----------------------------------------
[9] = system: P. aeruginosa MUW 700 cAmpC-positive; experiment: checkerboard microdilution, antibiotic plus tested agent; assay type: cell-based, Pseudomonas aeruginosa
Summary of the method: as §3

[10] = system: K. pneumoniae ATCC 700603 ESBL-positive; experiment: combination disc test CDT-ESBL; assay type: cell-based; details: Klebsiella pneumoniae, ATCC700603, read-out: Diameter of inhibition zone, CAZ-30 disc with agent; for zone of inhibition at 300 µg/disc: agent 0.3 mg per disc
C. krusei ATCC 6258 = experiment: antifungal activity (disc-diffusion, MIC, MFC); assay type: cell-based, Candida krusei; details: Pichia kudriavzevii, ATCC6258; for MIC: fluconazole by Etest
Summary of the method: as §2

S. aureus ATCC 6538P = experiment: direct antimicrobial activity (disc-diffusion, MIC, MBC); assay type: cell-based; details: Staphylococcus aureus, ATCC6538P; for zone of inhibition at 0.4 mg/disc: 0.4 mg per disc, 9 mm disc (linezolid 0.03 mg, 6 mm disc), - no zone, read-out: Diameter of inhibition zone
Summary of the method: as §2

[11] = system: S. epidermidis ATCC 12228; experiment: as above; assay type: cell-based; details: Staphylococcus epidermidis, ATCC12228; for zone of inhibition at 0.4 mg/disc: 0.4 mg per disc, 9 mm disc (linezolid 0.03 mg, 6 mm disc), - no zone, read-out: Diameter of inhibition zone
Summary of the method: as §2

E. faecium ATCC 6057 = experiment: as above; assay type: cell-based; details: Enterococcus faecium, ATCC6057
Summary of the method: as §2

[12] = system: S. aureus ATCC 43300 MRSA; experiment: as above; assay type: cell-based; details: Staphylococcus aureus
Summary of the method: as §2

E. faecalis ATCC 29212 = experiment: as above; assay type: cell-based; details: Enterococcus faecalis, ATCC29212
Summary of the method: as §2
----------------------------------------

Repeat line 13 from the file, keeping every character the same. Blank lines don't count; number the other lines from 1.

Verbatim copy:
Summary of the method: as §2